Large businesses could be fined for failing to pay smaller suppliers on time as part of a package of welcome measures launched by the government earlier this month.
It means that company boards will be held accountable for their payment practices for first time.
The Small Business Commissioner has been given new powers to tackle late payments – including fines and binding payment plans.
The Prompt Payment Code has also been strengthened and a new fund has been set up to encourage businesses to use technology to simplify invoicing, payment and credit management.
Announcing the moves, Minister for small business Kelly Tolhurst said: “These measures will ensure that small businesses are given the support they need and ensure that they get paid quickly – ending the unacceptable culture of late payment.”
The measures are to be welcomed and some would say long overdue, though it remains to be seen the size of the impact they will actually make.
And once again it is important to stress these measures are looking to tackle a huge problem. Late payments are currently estimated to cost UK SMEs a staggering £6.7billion annually.
Behind that figure are stories of individual businesses put under serious pressure. Small companies are paid late it causes financial hardship and puts a break on growth. For some it can be the tipping point that leads to them going out of business.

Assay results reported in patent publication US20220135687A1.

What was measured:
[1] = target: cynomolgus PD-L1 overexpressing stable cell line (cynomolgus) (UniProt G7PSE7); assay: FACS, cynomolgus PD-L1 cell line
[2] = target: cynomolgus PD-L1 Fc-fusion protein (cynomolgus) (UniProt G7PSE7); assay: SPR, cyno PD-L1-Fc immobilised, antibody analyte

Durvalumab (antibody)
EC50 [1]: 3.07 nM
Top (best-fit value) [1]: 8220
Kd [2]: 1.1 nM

The Blackpool-based Federation of Small Businesses (FSB) has welcomed the crackdown on bigger businesses which have poor payment practices towards their smaller suppliers and contractors.
Its national chairman Mike Cherry said: “Late payments and poor practices are a scourge which leads to the closure of 50,000 small businesses a year. The measures will for the first time see the culprits brought to account.
“When small firms are paid late, it causes financial hardship and stifles growth.”
And he added: “By forcing audit committees of big businesses to report payment practices in company annual reports, there will be no more covering-up by those who treat smaller suppliers shabbily.
“Ending late payments and poor practices is not only the right and fair thing to do, it will also spare small firms the financial impact of waiting for the money they’re owed, and instead allow them to invest and grow.”
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